The Office of Intercultural Outreach Programs at UNC Charlotte was established more than 20 years ago to welcome students from other countries who want to study abroad.
A division of the English Language Training Institute in the Office of International Programs at UNCC, it offers a variety of comprehensive, short-term, customized programs for undergraduate and graduate students in any field of study.
Recently a group of 20 students at Sophia University, in Tokyo, visited Charlotte to take part in a science-based program at UNCC. During the three-week program, the students toured the university’s science laboratories and visited some of Charlotte’s science-related businesses, including Electric Power Research Institute, BASF and Microsoft.
The students also participated in a lecture and seminar series led by accomplished UNCC faculty members; they encouraged the students to think critically and to contribute to group discussions about current challenges in the fields of biology, chemistry, robotics and engineering.
Never miss a local story.
Another key component of this cultural outreach program includes intensive English language studies as it relates to science vocabulary, with an eye towards improving the students’ communication skills.
“The goal of this particular program (with Sophia University) is both cultural and English language immersion,” said IOP Director Jessica Siracusa.
Excursions to Charlotte’s Mint Museum and Historic Latta Plantation in Huntersville provided memorable cultural experiences, while shopping for the latest fashions at Concord Mills, touring Charlotte Motor Speedway and cheering for the hometown Bobcats at Time Warner Cable Arena provided unique opportunities for the students to relax and have fun.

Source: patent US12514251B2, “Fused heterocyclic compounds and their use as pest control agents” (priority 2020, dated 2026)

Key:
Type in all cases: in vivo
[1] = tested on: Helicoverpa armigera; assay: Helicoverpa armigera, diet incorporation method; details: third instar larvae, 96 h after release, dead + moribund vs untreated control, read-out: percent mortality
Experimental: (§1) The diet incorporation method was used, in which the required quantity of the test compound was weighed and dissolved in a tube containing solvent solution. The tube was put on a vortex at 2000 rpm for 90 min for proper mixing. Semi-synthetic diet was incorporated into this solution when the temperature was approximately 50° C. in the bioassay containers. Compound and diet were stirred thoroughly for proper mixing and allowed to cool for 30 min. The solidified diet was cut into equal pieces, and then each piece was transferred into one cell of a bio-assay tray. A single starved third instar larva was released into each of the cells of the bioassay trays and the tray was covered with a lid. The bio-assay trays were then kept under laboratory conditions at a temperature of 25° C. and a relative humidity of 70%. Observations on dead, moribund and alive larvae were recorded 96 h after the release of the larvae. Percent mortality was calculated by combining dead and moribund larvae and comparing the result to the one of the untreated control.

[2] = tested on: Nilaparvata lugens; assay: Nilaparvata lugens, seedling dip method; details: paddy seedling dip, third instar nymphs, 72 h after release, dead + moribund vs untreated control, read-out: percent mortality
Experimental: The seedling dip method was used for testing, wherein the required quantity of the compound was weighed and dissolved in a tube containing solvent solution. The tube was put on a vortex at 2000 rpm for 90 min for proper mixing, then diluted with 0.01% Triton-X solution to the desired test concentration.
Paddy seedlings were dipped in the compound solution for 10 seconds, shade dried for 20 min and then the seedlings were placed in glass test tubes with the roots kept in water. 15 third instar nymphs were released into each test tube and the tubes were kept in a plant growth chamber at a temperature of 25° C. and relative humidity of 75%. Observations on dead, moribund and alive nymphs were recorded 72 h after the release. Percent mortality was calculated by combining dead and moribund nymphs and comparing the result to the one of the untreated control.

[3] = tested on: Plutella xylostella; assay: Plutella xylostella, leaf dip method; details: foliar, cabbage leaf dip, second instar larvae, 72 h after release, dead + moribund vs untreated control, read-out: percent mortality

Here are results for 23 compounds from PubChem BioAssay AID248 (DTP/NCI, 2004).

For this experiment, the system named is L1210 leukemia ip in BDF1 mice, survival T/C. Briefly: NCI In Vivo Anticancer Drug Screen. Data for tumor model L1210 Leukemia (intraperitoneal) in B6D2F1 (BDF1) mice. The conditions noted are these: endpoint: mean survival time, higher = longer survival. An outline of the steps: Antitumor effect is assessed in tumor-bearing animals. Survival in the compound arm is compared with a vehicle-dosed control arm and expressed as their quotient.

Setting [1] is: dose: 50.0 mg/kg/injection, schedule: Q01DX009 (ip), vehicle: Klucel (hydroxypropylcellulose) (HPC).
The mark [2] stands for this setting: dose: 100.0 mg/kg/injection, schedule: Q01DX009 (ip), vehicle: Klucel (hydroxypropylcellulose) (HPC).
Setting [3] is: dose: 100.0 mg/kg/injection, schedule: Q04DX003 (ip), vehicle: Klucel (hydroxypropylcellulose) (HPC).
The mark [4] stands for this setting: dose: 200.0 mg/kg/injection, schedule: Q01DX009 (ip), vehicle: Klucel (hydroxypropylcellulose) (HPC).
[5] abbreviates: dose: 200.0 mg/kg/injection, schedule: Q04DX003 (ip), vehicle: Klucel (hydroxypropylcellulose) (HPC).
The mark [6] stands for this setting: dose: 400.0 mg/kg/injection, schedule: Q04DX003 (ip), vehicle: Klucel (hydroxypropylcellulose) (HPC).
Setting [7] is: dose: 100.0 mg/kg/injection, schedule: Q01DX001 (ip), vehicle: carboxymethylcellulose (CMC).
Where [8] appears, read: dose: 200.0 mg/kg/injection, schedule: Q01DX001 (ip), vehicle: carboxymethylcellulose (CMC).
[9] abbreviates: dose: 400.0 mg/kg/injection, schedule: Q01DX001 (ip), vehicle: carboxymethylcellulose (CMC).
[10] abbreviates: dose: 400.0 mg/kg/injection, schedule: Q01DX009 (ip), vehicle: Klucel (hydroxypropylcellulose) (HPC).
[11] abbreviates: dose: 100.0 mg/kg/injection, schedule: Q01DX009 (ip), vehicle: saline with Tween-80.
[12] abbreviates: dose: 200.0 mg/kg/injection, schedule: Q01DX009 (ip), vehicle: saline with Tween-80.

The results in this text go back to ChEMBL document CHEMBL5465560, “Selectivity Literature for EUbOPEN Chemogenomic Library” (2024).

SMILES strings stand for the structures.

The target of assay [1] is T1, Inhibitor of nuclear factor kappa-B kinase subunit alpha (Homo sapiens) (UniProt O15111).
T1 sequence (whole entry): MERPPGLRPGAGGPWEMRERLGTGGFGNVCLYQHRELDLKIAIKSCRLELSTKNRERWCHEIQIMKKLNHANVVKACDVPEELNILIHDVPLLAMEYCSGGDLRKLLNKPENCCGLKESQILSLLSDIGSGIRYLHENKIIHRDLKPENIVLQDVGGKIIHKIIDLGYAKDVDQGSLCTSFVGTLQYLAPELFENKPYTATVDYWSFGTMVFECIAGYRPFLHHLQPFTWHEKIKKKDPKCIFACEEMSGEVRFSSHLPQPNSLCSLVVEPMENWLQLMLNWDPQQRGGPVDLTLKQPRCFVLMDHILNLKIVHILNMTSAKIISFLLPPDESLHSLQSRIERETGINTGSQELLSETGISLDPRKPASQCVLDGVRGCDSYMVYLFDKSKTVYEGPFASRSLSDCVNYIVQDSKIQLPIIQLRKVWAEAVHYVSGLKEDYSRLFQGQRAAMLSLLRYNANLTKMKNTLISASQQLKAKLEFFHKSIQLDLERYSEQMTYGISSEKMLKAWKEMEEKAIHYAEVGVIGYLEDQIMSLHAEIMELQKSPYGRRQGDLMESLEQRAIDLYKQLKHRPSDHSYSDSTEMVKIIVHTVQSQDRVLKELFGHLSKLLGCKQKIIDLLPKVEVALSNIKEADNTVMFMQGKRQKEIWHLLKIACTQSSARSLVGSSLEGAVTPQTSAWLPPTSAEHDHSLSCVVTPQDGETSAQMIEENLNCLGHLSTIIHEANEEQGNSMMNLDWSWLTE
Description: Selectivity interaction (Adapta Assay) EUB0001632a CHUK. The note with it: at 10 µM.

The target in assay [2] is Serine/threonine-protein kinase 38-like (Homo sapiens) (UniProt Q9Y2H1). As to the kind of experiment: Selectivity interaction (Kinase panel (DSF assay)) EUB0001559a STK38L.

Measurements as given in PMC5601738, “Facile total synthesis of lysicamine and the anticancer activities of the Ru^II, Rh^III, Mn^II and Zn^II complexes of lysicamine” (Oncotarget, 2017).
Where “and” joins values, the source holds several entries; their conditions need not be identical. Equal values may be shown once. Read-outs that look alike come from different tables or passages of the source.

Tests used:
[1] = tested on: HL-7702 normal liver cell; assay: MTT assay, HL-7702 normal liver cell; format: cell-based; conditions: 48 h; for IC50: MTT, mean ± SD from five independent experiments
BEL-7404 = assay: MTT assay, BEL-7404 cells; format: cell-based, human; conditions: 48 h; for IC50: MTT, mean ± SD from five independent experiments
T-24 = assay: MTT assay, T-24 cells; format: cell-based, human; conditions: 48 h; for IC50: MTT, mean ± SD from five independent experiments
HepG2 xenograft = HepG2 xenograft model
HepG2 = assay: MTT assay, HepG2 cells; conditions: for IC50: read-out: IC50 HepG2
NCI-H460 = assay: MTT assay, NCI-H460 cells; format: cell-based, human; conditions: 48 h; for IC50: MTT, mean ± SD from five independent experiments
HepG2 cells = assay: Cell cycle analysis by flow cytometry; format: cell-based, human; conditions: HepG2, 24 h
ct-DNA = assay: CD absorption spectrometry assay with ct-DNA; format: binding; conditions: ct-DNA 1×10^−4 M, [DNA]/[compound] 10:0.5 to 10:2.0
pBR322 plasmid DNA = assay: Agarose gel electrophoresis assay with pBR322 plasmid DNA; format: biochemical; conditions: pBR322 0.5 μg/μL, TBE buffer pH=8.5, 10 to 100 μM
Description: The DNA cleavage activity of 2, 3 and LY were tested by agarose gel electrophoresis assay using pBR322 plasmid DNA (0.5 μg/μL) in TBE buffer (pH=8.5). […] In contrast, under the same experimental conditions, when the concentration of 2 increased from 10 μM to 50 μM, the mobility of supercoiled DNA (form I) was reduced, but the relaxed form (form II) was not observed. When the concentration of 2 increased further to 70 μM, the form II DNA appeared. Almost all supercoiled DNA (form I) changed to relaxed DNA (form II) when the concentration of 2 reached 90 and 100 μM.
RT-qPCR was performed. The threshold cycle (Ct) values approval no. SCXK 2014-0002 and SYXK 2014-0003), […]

“We were a bit surprised by how welcoming and friendly the people are here,” said Kensuke Hanajiri, a 20 year-old biology major from Japan. “In Japan, people don’t usually say hello to people they pass in the street.”
While some students were homesick for their friends and family as well as traditional Japanese cuisine, many expressed their fondness for the Queen City, and America in general, and are looking forward to coming stateside again.
For the past few years the two universities have collaborated on these programs, and this August the Sophia University and CIEE-J (Council on International Education Exchange-Japan) plan to send a group of students to take part in a program titled Intensive English Immersion Summer Program. Another frequent partner of UNCC has been AIM Overseas, a study-abroad provider that works with Australian university students who want to travel overseas. This past January, two student groups from Australia took part in a three-week business and education curriculum program. It included visits to Charlotte area businesses as well as internships at local schools.
While many American universities with international studies programs typically focus on sending students abroad or accepting students as part of their student bodies, UNCC’s IOP approach is unique. The university consults with the sending institution to design specific, short-term curriculum training programs for visiting students. Students get a certificate to show they’ve finished the program.
UNCC is also exploring opportunities to assist area businesses that have a large population of their workforce that comes from other countries. The goal would be to provide professional development for employees and employers through the use of workshops and lecture and seminar series.
“Another side of our work is applying for federally funded grants,” said Siracusa, 33, of Charlotte. “We’ve hosted Fulbright Scholars for pre-academic programs to get students ready for college work (and) things that might involve English language or other preparatory classes.”
For Siracusa, who herself studied abroad while a student at the State University of New York at Albany, the most rewarding part of the work she and her colleagues at UNCC perform is being able to provide quality educational and cultural experiences for international students.